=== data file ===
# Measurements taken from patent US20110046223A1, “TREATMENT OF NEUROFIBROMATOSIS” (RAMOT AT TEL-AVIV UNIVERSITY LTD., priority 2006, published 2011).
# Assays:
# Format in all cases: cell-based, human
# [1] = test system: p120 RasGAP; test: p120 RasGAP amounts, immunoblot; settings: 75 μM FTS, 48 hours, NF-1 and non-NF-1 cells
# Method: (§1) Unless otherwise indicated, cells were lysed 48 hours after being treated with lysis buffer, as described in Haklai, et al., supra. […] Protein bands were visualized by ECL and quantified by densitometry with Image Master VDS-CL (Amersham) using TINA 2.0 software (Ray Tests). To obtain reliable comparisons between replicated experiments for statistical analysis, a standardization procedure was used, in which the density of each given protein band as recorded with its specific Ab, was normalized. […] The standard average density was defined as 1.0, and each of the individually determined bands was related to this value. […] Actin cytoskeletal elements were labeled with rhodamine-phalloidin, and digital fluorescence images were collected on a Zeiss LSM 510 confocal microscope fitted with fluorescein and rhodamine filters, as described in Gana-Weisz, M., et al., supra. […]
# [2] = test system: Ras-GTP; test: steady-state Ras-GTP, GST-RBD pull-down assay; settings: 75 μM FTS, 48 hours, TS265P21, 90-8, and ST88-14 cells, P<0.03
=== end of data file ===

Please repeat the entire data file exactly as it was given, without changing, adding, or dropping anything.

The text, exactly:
# Measurements taken from patent US20110046223A1, “TREATMENT OF NEUROFIBROMATOSIS” (RAMOT AT TEL-AVIV UNIVERSITY LTD., priority 2006, published 2011).
# Assays:
# Format in all cases: cell-based, human
# [1] = test system: p120 RasGAP; test: p120 RasGAP amounts, immunoblot; settings: 75 μM FTS, 48 hours, NF-1 and non-NF-1 cells
# Method: (§1) Unless otherwise indicated, cells were lysed 48 hours after being treated with lysis buffer, as described in Haklai, et al., supra. […] Protein bands were visualized by ECL and quantified by densitometry with Image Master VDS-CL (Amersham) using TINA 2.0 software (Ray Tests). To obtain reliable comparisons between replicated experiments for statistical analysis, a standardization procedure was used, in which the density of each given protein band as recorded with its specific Ab, was normalized. […] The standard average density was defined as 1.0, and each of the individually determined bands was related to this value. […] Actin cytoskeletal elements were labeled with rhodamine-phalloidin, and digital fluorescence images were collected on a Zeiss LSM 510 confocal microscope fitted with fluorescein and rhodamine filters, as described in Gana-Weisz, M., et al., supra. […]
# [2] = test system: Ras-GTP; test: steady-state Ras-GTP, GST-RBD pull-down assay; settings: 75 μM FTS, 48 hours, TS265P21, 90-8, and ST88-14 cells, P<0.03